How the internet negatively affects our psychological states. The study on the “paradigm shift” (Becker) in the mental health of university students in 1992 versus now reveals that there are significant changes in the way that we think and feel because of the internet. According to the Spartan Youth website, there are trends in college mental health which include a prevalence of severe psychological disorders (Becker). In fact, the prevalence of these disorders has tripled since the inception of the study in 1992 (Becker). These types of statistics are disturbing, because it seems that society would stop self-destructive behavior. However, it is impossible to stop the forward momentum of technology.

There has been an increase in hospitalizations and in the prescription medicine consumption (Becker). Suicide rates, and stress rates are higher than ever before: “The average American is exposed to a 350% increase in total information outside of work than the average amount they experienced only 30 years ago” (Becker). Technology is stressing us out, depressing us, and isolating us. The psychological downfall of the internet is that our psychology has changed because we no longer have the same social structure, and our brains are physically changing. Lastly, the internet has changed our psychology because there is a reliance upon an external support system, such as Facebook, or Wikipedia, that replaces old avenues of communications, such as friends, or the library.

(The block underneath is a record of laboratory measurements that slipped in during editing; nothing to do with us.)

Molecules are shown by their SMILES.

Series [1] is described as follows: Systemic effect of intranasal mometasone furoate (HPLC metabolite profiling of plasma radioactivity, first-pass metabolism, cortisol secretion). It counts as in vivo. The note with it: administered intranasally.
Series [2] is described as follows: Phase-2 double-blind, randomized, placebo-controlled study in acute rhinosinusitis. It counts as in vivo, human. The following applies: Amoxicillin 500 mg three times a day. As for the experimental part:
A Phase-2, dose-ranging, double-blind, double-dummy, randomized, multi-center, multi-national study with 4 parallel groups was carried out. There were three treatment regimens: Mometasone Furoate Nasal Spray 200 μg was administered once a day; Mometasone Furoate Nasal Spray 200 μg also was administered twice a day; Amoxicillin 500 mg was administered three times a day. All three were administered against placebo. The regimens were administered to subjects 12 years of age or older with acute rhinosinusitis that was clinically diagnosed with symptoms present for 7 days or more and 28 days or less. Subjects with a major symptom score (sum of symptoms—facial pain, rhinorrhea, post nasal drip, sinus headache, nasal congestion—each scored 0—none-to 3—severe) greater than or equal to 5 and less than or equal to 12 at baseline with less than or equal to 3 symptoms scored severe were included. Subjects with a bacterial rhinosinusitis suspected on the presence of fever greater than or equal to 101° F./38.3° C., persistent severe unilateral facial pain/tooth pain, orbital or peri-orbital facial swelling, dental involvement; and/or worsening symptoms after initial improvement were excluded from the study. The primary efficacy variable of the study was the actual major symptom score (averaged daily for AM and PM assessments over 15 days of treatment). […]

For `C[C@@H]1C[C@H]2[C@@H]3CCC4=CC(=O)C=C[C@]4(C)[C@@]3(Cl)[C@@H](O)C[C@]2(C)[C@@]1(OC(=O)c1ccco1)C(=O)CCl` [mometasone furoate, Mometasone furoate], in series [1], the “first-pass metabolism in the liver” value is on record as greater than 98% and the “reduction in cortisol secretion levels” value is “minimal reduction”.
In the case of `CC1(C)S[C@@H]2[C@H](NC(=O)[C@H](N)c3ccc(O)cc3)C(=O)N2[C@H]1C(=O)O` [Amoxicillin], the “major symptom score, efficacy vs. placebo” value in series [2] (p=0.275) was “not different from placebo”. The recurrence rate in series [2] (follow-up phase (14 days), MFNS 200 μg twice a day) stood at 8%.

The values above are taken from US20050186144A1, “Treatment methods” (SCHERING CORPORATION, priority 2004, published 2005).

A positive defense of how the internet has improved us. The internet has indeed expanded our horizons. Information is at our fingertips and friends are bountiful. The internet has created opportunities for people who would otherwise not have access to resources: online shopping to online school has leveled the playing field to help create a more equal society. And furthermore, those who defend the internet argue that the cause and effect variables are difficult to tell apart: “Facebook and self-esteem may be related in terms of Facebook usage, causing lower self-esteem, but this may also mean that people with low self-esteem use Facebook more often” (Pantic). The internet should not be blamed for pre-existing conditions. The internet is something that exists in order to help human existence, not hurt it.

Conclusion
The arguments are compelling for why it might be possible that the internet has helped to improve society; however, the permanent trade-off is an evolutionary one. Technology is now involved in our human evolution. Our brain structure is changing, our social skills are changing, and our psychology has changed. This is not to say it has improved—the only thing that we know at this point is that we have most certainly reached a juncture where it is clear that we are departing from traditional human existence and entering a new phase of human existence. The trade-off seems to be too accelerated; in the course of our evolution, we have never evolved at such a fast rate. Therefore, the internet has impacted the way that we exist as humans—from the way that our brains operate to our social interactions and psychological states—this alteration is too much, too fast. The internet has some positive attributes, however, given the evidence presented above, it should be clear that the trade-off is not worth it.

    References
  • Becker, Scott. “This Is Your Brain Online: The Impact of Technology on Mental Health.” Spartan Youth, 2015, spartanyouth.msu.edu/precollege/documents/ThisisyourbrainonlineforPre-CollegeFacultyandStaffMarch2015.pdf. Accessed 6 Dec. 2017.
  • Giedd, Jay N. “The Digital Revolution and Adolescent Brain Evolution.” The Journal of Adolescent Health: Official Publication of The Society for Adolescent Medicine 51(2), 2012, doi:10.1016/j.jadohealth.2012.06.002. Accessed 6 Dec. 2017.
  • He, Qinghua, Turel, Ofir, and Antoine Bechara. “Brain Anatomy Alterations Associated with Social Networking (SNS) Addiction.” Scientific Reports, 23 Mar. 2017, DOI: 10.1038/srep45064
  • Pantic, Igor. “Online Social Networking and Mental Health.” Cyberpsychology, Behavior and Social Networking 17(10), 2014, doi: 10.1089/cyber.2014.0070. Accessed 6 Dec. 2017.